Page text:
Tumor-associated macrophages (TAM) are important tumor-promoting cells. However, the mechanisms underlying how the tumor and its microenvironment reprogram these cells remain elusive. Here we report that lipids play a crucial role in generating TAMs in the tumor microenvironment (TME). Macrophages from both human and murine tumor tissues were enriched with lipids due to increased lipid uptake by macrophages. TAMs expressed elevated levels of the scavenger receptor CD36, accumulated lipids, and used fatty acid oxidation (FAO) instead of glycolysis for energy. High levels of FAO promoted mitochondrial oxidative phosphorylation, production of reactive oxygen species, phosphorylation of JAK1, and dephosphorylation of SHP1, leading to STAT6 activation and transcription of genes that regulate TAM generation and function. These processes were critical for TAM polarization and activity, both in vitro and in vivo. In summary, we highlight the importance of lipid metabolism in the differentiation and function of protumor TAMs in the TME.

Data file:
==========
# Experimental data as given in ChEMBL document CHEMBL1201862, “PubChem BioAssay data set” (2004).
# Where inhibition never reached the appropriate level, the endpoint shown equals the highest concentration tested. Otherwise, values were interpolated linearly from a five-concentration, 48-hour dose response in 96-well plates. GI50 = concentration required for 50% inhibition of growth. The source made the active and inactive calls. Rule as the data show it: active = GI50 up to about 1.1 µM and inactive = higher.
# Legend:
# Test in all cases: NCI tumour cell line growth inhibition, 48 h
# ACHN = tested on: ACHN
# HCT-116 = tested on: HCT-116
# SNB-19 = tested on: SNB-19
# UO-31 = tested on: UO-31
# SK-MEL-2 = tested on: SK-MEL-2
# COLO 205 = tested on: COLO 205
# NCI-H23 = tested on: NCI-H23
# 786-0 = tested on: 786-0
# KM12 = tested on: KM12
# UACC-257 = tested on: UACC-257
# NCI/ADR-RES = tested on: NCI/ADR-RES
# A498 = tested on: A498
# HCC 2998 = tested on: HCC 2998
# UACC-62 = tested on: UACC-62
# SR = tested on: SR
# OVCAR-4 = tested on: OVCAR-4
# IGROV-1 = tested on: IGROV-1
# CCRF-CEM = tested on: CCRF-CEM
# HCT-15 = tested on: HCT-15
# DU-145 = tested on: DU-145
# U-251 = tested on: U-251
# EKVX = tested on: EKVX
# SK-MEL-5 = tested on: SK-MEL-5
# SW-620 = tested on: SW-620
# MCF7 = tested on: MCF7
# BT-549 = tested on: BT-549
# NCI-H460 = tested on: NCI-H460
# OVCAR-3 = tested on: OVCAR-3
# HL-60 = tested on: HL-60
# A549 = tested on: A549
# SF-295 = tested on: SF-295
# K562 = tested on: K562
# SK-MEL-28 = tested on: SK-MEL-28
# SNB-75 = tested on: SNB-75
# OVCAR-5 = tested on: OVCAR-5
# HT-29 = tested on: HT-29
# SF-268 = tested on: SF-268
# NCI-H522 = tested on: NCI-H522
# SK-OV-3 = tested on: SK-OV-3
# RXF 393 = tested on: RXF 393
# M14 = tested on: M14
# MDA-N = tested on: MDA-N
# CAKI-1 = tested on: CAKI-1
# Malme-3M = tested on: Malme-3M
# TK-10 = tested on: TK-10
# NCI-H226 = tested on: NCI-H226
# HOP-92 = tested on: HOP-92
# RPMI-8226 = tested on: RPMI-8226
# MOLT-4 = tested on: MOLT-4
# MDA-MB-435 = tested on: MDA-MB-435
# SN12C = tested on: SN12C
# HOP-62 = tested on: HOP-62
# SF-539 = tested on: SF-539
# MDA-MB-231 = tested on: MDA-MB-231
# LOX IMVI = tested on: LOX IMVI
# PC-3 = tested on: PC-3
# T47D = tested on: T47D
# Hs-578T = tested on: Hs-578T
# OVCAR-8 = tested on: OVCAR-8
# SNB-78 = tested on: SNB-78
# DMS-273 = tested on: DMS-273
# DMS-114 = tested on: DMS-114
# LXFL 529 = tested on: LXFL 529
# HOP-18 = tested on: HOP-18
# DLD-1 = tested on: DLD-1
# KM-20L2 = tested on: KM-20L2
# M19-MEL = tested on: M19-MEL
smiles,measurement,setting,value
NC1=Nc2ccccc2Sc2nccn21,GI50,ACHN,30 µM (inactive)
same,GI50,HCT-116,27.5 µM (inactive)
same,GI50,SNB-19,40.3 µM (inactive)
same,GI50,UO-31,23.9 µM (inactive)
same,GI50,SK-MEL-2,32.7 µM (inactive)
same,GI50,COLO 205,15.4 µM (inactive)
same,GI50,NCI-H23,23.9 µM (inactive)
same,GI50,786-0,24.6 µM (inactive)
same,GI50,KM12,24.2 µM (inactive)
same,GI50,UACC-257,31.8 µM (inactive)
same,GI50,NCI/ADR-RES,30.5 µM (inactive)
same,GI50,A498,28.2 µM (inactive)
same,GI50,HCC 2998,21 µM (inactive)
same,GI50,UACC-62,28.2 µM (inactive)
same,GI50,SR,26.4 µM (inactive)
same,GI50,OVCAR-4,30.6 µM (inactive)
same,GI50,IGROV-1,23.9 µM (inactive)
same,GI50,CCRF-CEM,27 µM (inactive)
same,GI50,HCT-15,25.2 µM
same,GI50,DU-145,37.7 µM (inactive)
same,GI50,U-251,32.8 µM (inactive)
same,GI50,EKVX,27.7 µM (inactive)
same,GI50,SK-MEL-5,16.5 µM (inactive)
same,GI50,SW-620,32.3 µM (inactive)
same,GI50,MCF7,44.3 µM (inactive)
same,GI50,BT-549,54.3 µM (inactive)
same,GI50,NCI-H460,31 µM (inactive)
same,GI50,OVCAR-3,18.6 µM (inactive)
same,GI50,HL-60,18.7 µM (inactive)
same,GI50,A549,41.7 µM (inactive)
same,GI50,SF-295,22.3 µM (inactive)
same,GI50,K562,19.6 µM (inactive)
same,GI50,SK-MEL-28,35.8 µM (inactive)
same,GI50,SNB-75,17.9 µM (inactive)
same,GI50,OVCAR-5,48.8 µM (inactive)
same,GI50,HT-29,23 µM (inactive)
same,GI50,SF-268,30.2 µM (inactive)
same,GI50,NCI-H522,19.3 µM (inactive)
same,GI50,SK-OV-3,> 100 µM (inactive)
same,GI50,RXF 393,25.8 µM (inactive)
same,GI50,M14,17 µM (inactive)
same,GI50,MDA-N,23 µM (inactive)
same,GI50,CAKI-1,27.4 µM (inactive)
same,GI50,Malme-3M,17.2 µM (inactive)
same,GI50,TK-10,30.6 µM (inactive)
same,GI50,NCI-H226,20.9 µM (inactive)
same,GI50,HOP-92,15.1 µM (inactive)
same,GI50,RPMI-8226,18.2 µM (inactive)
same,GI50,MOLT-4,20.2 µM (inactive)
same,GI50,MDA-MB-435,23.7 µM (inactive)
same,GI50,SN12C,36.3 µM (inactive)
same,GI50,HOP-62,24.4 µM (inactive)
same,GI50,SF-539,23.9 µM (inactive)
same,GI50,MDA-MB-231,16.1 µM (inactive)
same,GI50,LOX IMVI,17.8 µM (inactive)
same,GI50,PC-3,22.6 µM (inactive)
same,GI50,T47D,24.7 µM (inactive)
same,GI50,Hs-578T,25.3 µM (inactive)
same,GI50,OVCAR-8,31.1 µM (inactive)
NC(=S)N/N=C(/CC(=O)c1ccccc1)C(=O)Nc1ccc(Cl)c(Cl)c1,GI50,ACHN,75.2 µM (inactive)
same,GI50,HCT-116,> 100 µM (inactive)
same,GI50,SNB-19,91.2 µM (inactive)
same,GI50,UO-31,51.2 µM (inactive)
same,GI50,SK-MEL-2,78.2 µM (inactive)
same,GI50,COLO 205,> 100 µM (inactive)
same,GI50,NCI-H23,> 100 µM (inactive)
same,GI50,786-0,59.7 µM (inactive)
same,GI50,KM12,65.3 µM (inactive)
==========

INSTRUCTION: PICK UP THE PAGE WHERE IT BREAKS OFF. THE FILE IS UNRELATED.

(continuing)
ASJC Scopus subject areas
- Cancer Research